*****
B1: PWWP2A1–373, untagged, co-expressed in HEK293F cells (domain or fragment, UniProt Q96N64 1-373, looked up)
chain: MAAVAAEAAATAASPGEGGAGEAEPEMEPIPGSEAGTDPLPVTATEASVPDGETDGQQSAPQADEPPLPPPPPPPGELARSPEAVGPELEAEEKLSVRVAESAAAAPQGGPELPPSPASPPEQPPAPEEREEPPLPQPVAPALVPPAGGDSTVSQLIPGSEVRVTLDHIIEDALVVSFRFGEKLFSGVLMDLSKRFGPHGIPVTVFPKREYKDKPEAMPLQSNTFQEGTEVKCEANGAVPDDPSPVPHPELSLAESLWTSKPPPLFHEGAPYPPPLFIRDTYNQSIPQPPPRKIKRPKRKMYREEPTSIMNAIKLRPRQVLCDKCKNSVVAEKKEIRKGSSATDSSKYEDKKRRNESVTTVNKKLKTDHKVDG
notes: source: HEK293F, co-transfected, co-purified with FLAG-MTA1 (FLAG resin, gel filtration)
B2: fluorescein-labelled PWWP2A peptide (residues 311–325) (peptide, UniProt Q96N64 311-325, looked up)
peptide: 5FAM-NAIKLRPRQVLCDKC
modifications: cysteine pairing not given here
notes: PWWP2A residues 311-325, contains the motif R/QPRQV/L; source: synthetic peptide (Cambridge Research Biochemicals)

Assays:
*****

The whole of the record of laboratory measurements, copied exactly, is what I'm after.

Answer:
B1: PWWP2A1–373, untagged, co-expressed in HEK293F cells (domain or fragment, UniProt Q96N64 1-373, looked up)
chain: MAAVAAEAAATAASPGEGGAGEAEPEMEPIPGSEAGTDPLPVTATEASVPDGETDGQQSAPQADEPPLPPPPPPPGELARSPEAVGPELEAEEKLSVRVAESAAAAPQGGPELPPSPASPPEQPPAPEEREEPPLPQPVAPALVPPAGGDSTVSQLIPGSEVRVTLDHIIEDALVVSFRFGEKLFSGVLMDLSKRFGPHGIPVTVFPKREYKDKPEAMPLQSNTFQEGTEVKCEANGAVPDDPSPVPHPELSLAESLWTSKPPPLFHEGAPYPPPLFIRDTYNQSIPQPPPRKIKRPKRKMYREEPTSIMNAIKLRPRQVLCDKCKNSVVAEKKEIRKGSSATDSSKYEDKKRRNESVTTVNKKLKTDHKVDG
notes: source: HEK293F, co-transfected, co-purified with FLAG-MTA1 (FLAG resin, gel filtration)
B2: fluorescein-labelled PWWP2A peptide (residues 311–325) (peptide, UniProt Q96N64 311-325, looked up)
peptide: 5FAM-NAIKLRPRQVLCDKC
modifications: cysteine pairing not given here
notes: PWWP2A residues 311-325, contains the motif R/QPRQV/L; source: synthetic peptide (Cambridge Research Biochemicals)

Assays: